Have you been feeling stressed, anxious, sad, hopeless, irritable or unfocused? Have you noticed a friend who might be feeling this way? It’s okay to answer “yes” if that’s the case. These feelings could be a normal part of the college experience, but they could also be something that requires help to overcome. If you were in physical pain, you’d get it checked out. Mental health is just as important.
Whether you are searching for tips to improve your emotional health, worried about a potential mental health problem, looking to help a friend or interested in becoming an advocate, a great first step is to visit these online resources for college students.
No one has to go through this alone. Counseling Services is available to help students navigate the choices for care and support and to provide direct counseling and referrals to meet a student’s needs.
Resources and Links
Brief screenings are the quickest way to determine if you or someone you care about should connect with a mental health professional - they are a checkup from your neck up. This program is completely anonymous and confidential, and immediately following the brief questionnaire you will see your results, recommendations, and key resources.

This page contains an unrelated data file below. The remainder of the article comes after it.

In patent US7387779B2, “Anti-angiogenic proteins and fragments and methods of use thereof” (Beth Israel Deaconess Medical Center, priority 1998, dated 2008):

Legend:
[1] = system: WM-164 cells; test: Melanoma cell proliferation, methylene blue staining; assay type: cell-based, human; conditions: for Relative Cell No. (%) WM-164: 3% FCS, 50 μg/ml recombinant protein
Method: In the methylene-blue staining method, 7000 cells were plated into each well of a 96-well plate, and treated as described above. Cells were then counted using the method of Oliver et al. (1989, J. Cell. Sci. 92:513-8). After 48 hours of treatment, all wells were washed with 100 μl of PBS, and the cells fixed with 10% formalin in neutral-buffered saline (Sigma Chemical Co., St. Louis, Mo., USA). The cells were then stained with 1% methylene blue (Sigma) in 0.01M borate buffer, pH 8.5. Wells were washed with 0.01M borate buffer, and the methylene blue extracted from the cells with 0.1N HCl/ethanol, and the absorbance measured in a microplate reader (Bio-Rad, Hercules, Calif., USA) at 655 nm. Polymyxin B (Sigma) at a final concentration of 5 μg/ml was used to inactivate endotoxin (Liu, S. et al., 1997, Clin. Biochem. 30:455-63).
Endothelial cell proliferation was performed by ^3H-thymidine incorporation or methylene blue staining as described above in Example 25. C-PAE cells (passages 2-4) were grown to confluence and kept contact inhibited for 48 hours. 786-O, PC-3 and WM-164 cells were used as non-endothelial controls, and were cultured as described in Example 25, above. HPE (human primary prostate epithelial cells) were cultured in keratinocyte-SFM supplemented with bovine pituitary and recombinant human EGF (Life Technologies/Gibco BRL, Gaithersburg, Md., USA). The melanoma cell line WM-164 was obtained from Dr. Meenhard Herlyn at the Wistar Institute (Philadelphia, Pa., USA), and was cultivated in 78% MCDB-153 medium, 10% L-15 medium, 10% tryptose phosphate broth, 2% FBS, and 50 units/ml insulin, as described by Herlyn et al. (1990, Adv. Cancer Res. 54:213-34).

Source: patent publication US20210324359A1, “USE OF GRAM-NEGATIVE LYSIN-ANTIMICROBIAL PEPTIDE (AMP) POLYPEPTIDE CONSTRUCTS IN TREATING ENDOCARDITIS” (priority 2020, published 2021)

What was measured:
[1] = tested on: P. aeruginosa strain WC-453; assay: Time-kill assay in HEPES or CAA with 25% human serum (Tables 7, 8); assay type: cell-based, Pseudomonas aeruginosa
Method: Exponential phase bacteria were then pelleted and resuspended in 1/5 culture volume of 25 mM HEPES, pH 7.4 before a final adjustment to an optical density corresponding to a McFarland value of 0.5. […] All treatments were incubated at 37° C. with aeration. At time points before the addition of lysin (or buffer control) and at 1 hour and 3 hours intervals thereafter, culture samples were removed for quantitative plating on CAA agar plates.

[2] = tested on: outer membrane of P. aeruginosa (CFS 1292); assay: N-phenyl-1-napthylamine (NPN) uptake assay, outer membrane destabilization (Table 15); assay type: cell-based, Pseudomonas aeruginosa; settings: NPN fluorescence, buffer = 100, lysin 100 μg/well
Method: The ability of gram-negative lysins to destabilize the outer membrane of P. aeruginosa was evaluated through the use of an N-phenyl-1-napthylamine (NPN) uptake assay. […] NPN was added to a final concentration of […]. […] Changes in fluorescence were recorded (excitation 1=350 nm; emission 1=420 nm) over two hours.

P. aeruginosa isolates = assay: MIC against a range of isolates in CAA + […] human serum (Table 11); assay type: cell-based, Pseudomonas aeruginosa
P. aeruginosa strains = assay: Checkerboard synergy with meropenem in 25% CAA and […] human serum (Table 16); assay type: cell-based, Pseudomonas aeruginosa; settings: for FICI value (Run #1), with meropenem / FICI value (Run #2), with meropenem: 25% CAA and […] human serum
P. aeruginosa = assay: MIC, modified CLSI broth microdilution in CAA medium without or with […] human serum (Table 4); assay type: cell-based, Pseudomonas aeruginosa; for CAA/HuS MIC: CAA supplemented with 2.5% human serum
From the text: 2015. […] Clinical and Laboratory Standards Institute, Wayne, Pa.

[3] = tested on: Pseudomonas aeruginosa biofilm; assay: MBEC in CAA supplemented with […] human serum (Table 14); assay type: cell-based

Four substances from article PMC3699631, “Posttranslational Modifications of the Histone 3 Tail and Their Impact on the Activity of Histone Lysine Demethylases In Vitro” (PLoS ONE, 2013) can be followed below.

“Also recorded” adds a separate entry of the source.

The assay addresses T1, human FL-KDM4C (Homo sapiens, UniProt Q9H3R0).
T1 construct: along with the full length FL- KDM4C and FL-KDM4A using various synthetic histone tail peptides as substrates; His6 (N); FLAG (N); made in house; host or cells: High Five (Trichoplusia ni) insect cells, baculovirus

Promotes emotional health and preventing suicide. Find resources for students, parents, and campus professionals.
Offers crisis intervention and suicide prevention for LGBTQ ages 13-24. Find education and training for young people and adults.
suicidepreventionlifeline.org The National Suicide Prevention Lifeline is a 24-hour, toll-free suicide prevention service available to anyone in suicidal crisis. When you call, you will be routed to the closest possible crisis center in your area. With over 120 crisis centers across the country, our mission is to provide immediate assistance to anyone seeking mental health services. Call for yourself, or someone you care about. Your call is free and confidential. Call for help at 1-800-273-TALK (8255).
The Jed Foundation and mtvU partner to provide a mental health resources that initiate a public dialogue to raise awareness about the prevalence of mental health issues and to connect students to the appropriate resources to get help. Some of the information is focused on normalizing feelings and providing facts about mental health issues, identifying the problem and offering “how to feel better” information, helping a friend, getting involved. Recognizable athletes, musicians, actors/actresses talk about their own mental health issues.